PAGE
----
Recent graduates stuck in minimum-wage jobs might want to refinance any student loans they have from private lenders, to cut expenses while they wait for a better opportunity. Interest rates on private student loans have been sitting at or near all-time lows.
Minimum wage: $12.80 per hour
The one they call the Grand Canyon State — which also is known for its Wild West history, college football's Fiesta Bowl and "dry heat" — has been steadily pushing up its minimum wage under a ballot measure voters approved in 2016.
A New Year's hike tied to the rising cost of living delivered a $12.80 minimum wage for 2022, up from $12.15 last year.
A local ballot initiative in 2016 gave the city of Flagstaff, Arizona, its very own minimum wage. The minimum there has jumped to $15.55 an hour with the arrival of 2022.
If your low wages weren't enough to see you safely through the pandemic, you might have racked up a hefty amount of credit card debt. Those sky-high interest rates will only make matters worse over time, so consider rolling all your balances into one, lower-interest consolidation loan.
6. (tie) New Jersey
Minimum wage: $13 per hour
Minimum-wage hikes have become part of the fabric of New Jersey — like the state's unique law that doesn't let motorists pump their own gas.
A bill that the governor signed into law in early 2019 calls for annual $1 raises every January until 2024. That's when the Garden State's minimum will hit $15 for most workers.
The latest increase — from $11 to $12 as of Jan. 1 — put New Jersey among 20 states raising the minimum wage for the new year.
The route to $15 per hour "will grow our economy, uplift working families, make our state more affordable and ensure fairness for future generations," Gov. Phil Murphy wrote on Twitter when the minimum wage was first increased.
6. (tie) Connecticut
Minimum wage: $13 per hour
Connecticut also is marching its way toward a minimum wage of $15 an hour.
The latest raise went into effect last Aug. 1, when the rate got bumped from $12 to $13 hourly. It will hit $14 on July 1 of this year, then hit the magic level of $15 is achieved in June 2023.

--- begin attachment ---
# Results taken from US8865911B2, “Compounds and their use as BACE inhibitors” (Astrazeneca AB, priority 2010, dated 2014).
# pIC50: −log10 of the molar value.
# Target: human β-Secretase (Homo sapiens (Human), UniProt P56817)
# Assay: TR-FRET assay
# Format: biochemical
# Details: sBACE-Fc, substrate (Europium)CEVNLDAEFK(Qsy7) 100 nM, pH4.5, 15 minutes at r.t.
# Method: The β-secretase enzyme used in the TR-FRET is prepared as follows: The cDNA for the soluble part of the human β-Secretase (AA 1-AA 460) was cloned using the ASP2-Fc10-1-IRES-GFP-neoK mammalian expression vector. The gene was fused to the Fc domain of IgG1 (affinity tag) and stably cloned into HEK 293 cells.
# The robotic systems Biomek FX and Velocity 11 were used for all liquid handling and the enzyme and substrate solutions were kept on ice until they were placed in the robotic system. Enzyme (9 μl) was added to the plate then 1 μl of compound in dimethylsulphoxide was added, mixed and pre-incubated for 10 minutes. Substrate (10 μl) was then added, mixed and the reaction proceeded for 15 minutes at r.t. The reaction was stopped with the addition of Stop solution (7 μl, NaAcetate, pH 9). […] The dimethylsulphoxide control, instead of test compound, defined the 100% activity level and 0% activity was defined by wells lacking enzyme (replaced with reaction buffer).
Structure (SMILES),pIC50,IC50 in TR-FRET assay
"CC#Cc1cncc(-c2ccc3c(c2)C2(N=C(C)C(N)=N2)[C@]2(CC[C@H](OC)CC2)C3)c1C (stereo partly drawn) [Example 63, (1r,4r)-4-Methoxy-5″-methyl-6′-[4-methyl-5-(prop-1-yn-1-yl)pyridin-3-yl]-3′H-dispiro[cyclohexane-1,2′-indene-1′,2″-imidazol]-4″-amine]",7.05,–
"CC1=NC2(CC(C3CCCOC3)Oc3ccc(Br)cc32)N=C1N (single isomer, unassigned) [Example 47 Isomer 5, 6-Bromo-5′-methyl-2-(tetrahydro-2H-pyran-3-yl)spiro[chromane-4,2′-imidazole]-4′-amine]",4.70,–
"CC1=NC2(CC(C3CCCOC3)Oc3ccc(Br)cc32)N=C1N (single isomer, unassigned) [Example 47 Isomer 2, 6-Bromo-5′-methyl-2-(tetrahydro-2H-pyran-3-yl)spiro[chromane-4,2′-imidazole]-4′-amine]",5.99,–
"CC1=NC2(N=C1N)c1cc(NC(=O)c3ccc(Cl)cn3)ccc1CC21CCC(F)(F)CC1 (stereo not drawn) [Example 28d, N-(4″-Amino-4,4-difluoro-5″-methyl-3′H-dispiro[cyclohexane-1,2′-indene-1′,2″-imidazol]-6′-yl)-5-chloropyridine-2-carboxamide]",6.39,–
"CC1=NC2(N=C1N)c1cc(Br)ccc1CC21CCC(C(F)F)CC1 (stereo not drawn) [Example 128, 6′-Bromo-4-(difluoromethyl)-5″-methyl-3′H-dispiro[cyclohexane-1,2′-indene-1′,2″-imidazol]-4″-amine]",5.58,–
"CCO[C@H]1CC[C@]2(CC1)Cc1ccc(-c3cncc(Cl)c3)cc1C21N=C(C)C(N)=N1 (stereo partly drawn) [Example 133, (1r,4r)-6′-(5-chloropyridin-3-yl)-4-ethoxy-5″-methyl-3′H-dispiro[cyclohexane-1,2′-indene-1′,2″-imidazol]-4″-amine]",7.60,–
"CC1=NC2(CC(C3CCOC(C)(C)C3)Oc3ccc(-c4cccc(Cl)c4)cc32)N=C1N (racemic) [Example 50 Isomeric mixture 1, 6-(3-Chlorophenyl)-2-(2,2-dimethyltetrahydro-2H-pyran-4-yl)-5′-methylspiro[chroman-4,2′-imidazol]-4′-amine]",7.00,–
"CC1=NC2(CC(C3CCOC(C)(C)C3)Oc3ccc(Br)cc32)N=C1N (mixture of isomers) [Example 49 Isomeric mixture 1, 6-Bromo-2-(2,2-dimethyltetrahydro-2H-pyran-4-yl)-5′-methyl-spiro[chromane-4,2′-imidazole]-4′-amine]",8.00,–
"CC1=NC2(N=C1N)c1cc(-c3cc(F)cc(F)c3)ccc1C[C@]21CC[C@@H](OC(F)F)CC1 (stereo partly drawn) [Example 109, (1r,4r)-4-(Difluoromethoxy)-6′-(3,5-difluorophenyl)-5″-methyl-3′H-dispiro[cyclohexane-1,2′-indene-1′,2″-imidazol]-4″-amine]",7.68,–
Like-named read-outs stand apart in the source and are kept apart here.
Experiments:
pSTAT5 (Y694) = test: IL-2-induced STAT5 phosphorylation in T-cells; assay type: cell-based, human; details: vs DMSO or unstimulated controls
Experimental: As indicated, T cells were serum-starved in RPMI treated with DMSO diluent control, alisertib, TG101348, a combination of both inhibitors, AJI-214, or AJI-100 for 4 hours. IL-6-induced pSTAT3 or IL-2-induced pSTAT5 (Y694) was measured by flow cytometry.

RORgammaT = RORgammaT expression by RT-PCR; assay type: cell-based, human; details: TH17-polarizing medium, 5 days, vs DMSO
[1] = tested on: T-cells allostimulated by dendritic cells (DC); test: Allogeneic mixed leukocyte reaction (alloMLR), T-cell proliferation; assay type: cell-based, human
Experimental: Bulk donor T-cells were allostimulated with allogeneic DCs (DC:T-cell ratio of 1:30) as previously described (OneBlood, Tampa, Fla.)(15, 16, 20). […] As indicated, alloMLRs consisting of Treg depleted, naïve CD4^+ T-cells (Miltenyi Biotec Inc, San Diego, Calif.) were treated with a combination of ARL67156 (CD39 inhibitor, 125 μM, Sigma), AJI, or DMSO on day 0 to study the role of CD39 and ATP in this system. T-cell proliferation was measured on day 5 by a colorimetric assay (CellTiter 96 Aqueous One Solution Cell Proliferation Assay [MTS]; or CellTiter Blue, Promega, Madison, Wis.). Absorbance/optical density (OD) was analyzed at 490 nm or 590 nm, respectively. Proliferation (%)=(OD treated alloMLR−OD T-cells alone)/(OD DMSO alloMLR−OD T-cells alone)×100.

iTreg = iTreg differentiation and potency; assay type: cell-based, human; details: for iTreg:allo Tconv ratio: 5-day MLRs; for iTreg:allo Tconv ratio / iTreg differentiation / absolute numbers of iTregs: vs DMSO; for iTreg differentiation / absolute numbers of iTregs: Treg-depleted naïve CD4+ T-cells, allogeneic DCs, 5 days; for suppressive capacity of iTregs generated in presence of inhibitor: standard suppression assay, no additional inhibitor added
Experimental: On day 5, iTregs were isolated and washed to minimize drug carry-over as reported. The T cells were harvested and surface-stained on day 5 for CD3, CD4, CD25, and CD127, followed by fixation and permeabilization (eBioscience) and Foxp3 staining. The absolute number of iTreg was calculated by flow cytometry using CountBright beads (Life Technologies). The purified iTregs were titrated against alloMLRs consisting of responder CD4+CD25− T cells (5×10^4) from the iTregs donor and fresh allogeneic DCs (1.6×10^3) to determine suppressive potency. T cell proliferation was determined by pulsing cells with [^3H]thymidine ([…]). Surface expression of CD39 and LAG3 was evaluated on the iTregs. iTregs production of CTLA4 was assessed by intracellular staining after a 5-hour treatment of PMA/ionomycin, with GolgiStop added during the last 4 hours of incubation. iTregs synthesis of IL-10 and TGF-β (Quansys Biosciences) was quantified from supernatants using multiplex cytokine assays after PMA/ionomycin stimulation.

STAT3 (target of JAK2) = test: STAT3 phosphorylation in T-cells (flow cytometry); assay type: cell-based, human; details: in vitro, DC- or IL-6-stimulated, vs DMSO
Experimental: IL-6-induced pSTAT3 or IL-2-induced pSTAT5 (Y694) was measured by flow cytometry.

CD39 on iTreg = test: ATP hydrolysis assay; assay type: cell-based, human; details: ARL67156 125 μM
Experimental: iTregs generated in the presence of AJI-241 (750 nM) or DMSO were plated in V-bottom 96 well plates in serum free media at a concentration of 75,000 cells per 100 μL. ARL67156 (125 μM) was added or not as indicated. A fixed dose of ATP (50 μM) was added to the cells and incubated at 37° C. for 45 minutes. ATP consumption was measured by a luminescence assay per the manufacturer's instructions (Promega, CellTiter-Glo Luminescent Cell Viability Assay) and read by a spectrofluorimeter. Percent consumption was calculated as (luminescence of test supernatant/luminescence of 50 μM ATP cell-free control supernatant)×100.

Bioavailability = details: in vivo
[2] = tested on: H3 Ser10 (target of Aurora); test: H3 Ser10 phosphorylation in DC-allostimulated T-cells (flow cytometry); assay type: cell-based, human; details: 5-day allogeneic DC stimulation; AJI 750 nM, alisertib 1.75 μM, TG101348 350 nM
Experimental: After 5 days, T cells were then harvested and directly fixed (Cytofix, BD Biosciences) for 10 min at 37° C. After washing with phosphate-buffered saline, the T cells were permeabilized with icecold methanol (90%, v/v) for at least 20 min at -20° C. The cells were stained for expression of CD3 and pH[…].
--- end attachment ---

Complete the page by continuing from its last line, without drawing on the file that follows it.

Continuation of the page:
Gov. Ned Lamont and fellow Democrats in the Connecticut legislature say a higher minimum wage will make the Nutmeg State more appealing for workers and stop people from leaving.
"For too long, while the nation’s economy grew, the income of the lowest earning workers has stayed flat, making already existing pay disparities even worse and preventing hardworking families from obtaining financial security," Lamont says in a news release.
5. New York
Minimum wage: $13.20 per hour
In New York, where subway fares, State Thruway tolls and upstate snowfall totals seem to go up routinely, the minimum wage is making regular increases, too.
Thanks to a New Year's Eve raise, workers across the Empire State are now earning a minimum of $13.20 an hour in 2021, up from $12.50 in 2021.
The state is aiming to get to the $15-an-hour level, and some areas are arriving there faster than others. New York City is already at $15, and suburban Long Island and Westchester just joined the Big Apple at $15.
The planned increases have moved forward despite some business advocates calling for a pause, citing the coronavirus pandemic's deep financial impact on retailers and restaurants.
Minimum wage: $14.25 per hour
Massachusetts is yet another state driving toward a minimum wage of $15 an hour; the goal is to get there in 2023.
The latest step has given the Bay State's lowest-paid workers a 75-cent raise for 2022. The previous minimum was $13.50.
Massachusetts workers who receive tips got a raise in their base pay from $5.55 to $6.15 hourly. They'll be getting $6.75 by 2023, but some members of the state Legislature have argued that it's time to do away with the low "tipped wage."
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Minimum wage: $14.49 per hour
In Washington, a state known for soaring mountain peaks and skyscraping man-made wonders like the Seattle Space Needle, the minimum wage has gone to similar heights.
A New Year's increase has raised the Evergreen State's minimum from last year’s $13.69. Statewide increases are now tied to inflation.
Meanwhile, two Washington cities have already reached the popular $15-an-hour level — and then some.
With the start of 2022, employers in Seattle are generally required to pay at least $17.27 an hour. And in SeaTac, which is home to Seattle-Tacoma International Airport, hospitality and transportation workers now have a minimum wage of $17.53 per hour.
Minimum wage: $15 per hour
An honorable mention to Washington, D.C., which raised its minimum wage to $15.20 an hour last July 1. But among states, heavily populated and pricey California is No. 1.
The minimum wage in the Golden State has been going up by $1 a year, so that now, in 2022, workers are required to earn at least — you guessed it — $15 an hour.
A number of California communities moved more quickly and have already gone beyond the $15 mark, especially in Silicon Valley. In 2022, San Jose is at $16.20 and Apple's hometown of Cupertino is paying $16.40.
The state's leader is Emeryville, the San Francisco suburb that's home to the Toy Story animation studio Pixar. The minimum wage there jumped last summer from $16.84 to $17.13 an hour.